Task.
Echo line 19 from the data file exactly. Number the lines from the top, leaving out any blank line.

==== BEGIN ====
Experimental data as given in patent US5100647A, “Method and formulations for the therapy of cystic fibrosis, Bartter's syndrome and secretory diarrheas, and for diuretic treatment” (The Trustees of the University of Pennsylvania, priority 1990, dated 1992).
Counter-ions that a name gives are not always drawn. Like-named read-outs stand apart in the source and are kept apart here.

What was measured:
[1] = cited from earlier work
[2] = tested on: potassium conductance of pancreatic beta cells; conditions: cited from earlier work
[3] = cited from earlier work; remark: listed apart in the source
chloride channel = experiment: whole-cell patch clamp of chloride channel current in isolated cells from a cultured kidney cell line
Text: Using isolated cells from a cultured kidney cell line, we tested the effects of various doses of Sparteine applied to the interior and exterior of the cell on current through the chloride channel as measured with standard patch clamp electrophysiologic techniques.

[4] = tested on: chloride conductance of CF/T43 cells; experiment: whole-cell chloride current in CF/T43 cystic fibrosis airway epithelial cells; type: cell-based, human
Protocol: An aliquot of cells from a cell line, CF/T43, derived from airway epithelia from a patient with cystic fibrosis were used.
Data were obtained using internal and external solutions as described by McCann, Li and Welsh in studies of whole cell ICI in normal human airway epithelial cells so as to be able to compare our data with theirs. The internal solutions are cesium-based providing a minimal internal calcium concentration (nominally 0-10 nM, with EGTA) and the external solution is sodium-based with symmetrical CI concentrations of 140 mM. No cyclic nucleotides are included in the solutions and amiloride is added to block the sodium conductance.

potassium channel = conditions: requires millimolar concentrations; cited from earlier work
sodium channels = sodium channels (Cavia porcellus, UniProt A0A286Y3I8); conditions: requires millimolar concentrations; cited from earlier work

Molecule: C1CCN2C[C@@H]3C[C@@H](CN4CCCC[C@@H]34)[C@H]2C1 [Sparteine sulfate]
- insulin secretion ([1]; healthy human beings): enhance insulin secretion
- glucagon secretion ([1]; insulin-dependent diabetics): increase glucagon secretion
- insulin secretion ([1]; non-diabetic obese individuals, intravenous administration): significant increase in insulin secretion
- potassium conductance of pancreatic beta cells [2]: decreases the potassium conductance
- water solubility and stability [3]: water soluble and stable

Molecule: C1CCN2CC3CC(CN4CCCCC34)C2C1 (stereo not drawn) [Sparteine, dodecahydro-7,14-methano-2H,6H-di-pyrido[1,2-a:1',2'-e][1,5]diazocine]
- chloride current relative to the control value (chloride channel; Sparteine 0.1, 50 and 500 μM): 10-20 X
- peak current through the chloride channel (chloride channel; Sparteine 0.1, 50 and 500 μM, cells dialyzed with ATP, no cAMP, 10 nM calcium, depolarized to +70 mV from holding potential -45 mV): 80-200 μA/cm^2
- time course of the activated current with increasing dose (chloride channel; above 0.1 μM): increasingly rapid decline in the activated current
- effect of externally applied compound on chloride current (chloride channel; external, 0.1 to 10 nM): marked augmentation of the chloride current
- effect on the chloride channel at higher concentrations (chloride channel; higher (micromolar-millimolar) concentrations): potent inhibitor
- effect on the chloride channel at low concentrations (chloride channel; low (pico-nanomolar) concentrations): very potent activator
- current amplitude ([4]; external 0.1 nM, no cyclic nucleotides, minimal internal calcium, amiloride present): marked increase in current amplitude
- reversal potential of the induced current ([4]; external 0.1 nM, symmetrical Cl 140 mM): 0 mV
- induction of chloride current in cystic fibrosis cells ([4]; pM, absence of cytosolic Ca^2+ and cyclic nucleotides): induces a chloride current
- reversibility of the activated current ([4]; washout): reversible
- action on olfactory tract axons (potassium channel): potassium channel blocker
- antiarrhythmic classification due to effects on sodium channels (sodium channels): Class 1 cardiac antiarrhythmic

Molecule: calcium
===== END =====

- water solubility and stability [3]: water soluble and stable